Brian Wilson talks to CL about how Pet Sounds still inspires him, seeing auras, more

Brian Wilson is happy to bring an iconic LP to life once again.

Last year, Brian Wilson told Rolling Stone managing editor Jason Fine that it felt like he had about “15 years left.” Yet, for a guy who has now effectively put a timeline on his own mortality, Wilson, 74, hasn’t given much time to thinking about legacy or how he wants to be remembered when his time on Earth has expired.

“Never thought about that.”

That’s all Wilson has to say on the subject when queried about it on the phone by CL. The Beach Boy mastermind comes to St. Petersburg’s Mahaffey Theater on Tuesday in celebration of the 50th anniversary of Pet Sounds, the 1966 masterpiece that so many artists still strive in vain to match. The album was, and remains, revolutionary. (Paul McCartney and John Lennon began working diligently on Sgt. Pepper’s Lonely Hearts Club Band after hearing it.)


Wilson is a famously short interview, and this one is no exception. It barely cracks the 10-minute mark, but much like Wilson’s music, not much time has to pass before you feel like you know something about the voice on the other end of the line.

In spite of his brevity, a tangible warmth emanates from Wilson when he talks about Pet Sounds, the album he made mostly alone and at least intermittently under the influence of psychedelics. Then 23 years old, Wilson was chasing the voices and sounds swirling around in his head and looking for answers to questions about art, life and love. He used unconventional instruments — think bike bells and horns, theremin, Coke cans and orange juice jugs — as well as members of Phil Spector’s Wrecking Crew ensemble to perform the compositions and bring those sounds and voices to life. Unfortunately, the same voices, berating him one moment and then inspiring him the next, would lead to nervous breakdowns which eventually derailed the completion of Smile, the follow-up to Pet Sounds. Decades later, after finally finding the right treatment regimen, he was well enough to perform and record again.

When asked whether he feels inspired to write new material these days, all that Wilson can talk about is playing Pet Sounds with his band, which includes Beach Boys co-founder Al Jardine. Guitarist Blondie Chaplin, who appeared on two LPs — 1972’s Carl and the Passions “So Tough” and ’73’s Holland, as well as Wilson’s 2015 album No Pier Pressure — is also on this tour.

“It brings out the memories of when we made the album,” he says. He sounds pleased about that, and it’s a testament to how much happier Pet Sounds made Wilson, who once admitted that he was “scared of Smile” because he “thought it was gonna bring back feelings” of failure and not being good enough.

Content and onstage is a good place for Wilson to be during this anniversary run, which ends next month in Oslo, Norway. He says that the pre-show discussions with his band are quite inspiring, and the performances distract him from the rigors of traveling, since his routine at home in California consists of trips to the deli plus a stop at the park to walk and think under a favorite tree. Being on the road lends itself to more of the inner turmoil and angry voices, and he tells us that he tries to go to parks on tour, but mostly watches TV on the road. He doesn’t read newspapers. There’s got to be some things about the world today that feel like real ball-punchers, though, right?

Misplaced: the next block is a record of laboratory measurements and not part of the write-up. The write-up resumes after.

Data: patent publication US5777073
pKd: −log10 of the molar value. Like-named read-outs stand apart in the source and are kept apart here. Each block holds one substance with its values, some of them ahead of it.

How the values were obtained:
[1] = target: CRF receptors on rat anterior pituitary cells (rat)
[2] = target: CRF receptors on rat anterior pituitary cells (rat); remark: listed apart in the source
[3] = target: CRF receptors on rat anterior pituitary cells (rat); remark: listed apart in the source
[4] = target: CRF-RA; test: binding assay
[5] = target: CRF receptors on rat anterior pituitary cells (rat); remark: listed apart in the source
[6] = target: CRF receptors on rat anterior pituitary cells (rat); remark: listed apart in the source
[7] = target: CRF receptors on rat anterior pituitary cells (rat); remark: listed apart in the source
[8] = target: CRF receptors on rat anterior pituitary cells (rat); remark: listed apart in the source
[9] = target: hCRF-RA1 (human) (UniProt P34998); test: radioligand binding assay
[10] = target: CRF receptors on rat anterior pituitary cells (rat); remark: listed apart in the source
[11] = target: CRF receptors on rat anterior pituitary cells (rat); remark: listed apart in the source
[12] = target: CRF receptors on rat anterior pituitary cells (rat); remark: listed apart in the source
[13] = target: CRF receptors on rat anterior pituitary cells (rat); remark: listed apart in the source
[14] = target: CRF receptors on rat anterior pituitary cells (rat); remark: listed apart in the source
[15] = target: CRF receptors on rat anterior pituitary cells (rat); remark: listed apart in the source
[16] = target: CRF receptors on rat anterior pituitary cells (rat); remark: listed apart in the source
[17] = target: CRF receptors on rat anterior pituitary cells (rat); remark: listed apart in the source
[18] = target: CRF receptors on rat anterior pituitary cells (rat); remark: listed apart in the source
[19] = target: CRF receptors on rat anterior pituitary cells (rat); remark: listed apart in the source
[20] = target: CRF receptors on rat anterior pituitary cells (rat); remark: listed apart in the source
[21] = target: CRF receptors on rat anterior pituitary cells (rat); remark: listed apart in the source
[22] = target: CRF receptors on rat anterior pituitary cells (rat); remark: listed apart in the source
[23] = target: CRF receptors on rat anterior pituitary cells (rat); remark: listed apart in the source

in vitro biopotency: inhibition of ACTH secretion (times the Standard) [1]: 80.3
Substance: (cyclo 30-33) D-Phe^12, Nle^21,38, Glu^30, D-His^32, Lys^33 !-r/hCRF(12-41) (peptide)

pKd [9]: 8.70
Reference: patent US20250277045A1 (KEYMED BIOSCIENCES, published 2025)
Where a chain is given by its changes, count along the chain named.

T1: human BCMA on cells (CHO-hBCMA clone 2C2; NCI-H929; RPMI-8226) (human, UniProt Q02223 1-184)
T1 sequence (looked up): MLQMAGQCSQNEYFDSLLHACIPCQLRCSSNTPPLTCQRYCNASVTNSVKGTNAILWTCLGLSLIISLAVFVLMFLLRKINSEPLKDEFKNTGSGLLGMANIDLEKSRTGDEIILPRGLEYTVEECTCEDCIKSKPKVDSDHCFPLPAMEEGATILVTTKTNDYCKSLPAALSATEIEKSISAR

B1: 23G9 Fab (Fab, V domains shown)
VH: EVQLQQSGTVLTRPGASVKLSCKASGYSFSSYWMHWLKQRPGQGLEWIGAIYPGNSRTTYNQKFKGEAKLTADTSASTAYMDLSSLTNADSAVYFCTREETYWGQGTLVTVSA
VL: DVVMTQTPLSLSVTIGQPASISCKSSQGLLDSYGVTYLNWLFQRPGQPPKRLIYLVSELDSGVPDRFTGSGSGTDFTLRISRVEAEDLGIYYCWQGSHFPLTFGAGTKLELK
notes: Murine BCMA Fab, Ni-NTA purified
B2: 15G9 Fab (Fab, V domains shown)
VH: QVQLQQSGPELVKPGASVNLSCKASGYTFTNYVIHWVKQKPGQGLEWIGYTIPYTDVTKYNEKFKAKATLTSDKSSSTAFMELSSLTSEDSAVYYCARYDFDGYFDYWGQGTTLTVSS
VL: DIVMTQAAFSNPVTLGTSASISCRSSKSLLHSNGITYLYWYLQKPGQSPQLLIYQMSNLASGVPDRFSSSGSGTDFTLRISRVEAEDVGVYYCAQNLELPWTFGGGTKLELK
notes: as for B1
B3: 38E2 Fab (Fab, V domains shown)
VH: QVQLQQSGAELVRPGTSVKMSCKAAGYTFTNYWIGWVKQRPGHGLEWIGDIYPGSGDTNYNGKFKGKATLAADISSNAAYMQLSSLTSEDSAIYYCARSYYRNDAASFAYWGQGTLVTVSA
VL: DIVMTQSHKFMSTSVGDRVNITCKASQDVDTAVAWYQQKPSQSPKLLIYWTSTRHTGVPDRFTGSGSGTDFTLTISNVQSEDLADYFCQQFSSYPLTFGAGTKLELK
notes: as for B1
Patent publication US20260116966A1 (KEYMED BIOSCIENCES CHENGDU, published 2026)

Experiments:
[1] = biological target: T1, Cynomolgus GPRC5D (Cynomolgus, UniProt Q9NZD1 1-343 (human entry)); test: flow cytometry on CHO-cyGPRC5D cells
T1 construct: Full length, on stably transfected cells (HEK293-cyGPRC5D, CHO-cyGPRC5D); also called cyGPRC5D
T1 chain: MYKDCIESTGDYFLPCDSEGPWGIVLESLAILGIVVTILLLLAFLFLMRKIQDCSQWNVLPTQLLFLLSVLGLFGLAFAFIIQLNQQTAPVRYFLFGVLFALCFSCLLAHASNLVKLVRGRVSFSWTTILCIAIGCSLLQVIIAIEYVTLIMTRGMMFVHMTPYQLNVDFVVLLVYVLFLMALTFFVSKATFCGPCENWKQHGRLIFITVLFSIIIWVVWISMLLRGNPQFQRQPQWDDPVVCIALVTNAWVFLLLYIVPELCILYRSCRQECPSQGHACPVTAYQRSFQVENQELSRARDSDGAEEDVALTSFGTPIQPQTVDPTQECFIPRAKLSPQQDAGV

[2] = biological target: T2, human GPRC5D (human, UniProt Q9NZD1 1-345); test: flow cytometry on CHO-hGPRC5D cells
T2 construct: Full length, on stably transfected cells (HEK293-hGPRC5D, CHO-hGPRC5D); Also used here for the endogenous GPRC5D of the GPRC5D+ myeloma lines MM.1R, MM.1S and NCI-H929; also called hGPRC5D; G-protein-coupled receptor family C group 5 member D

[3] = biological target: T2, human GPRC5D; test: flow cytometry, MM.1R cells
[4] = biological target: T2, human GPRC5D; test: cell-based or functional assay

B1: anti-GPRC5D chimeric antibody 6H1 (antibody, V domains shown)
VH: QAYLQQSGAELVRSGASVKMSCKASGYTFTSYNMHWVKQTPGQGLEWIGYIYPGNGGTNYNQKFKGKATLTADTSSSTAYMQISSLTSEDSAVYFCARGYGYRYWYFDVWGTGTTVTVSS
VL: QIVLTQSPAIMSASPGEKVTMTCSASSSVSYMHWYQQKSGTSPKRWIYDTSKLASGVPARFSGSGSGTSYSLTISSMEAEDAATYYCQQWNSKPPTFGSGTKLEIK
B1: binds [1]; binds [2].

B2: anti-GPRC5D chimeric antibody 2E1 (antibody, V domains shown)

“The election,” he says plainly. “It’s quite hectic — but that’s about it.” 

That’s all Wilson can conjure up about the most polarizing presidential race in modern history, and it makes sense. For all his lack of thinking about a legacy, Wilson still does a lot of internalizing. But where he might have lived in himself decades ago, he now has a family — and band members — who are the beneficiaries of his wisdom. He loves music of the 1950s and ’60s, but knows it’s different for everybody.

click to enlarge Brian, children and grandchildren on Father's Day, 2014. -
Brian, children and grandchildren on Father's Day, 2014.

So his advice? Pay careful attention to the sounds that come to your ears; they’re the gateway to your mind and body, making what you hear of the utmost importance. Wilson will turn his own attention to what he’s hearing onstage come Tuesday, but know that in the quiet, between songs, he’ll be looking around at his surroundings and taking it all in. 

Most everyone who has the privilege to talk with Wilson face to face mentions that he’s always looking just above their heads instead at their faces. We ask him about that.

“Each person has their own aura,” he explains. “I see different auras for different people in my life, in my band.”

Wilson says he likes Paul Von Mertens’s aura the best. Von Mertens plays saxophone and harmonica for Wilson, and is the bandleader. In July he told NPR that his band’s very difficult job is not to bring albums as recorded to the stage, but to make them come alive and take them to a place where “the really magical stuff happens.” 

And that’s the magic of Brian Wilson. He might be one of the most enigmatic and seemingly insular figures from the 1960s, but today, 50 years after the greatest achievement of his own career, all he has to do is look into someone to inspire them to be the greatest they can be night in and night out. 

Brian Wilson performs Pet Sounds at St. Petersburg's Mahaffey Theater on Tuesday September 13. Doors are at 7:30 p.m. Tickets for the show are $55.50-$88.50. More information is available at CL's events calendar and

About The Author

Ray Roa

Read his 2016 intro letter and disclosures from 2022 and 2021. Ray Roa started freelancing for Creative Loafing Tampa in January 2011 and was hired as music editor in August 2016. He became Editor-In-Chief in August 2019. Past work can be seen at Suburban Apologist, Tampa Bay Times, Consequence of Sound and The...
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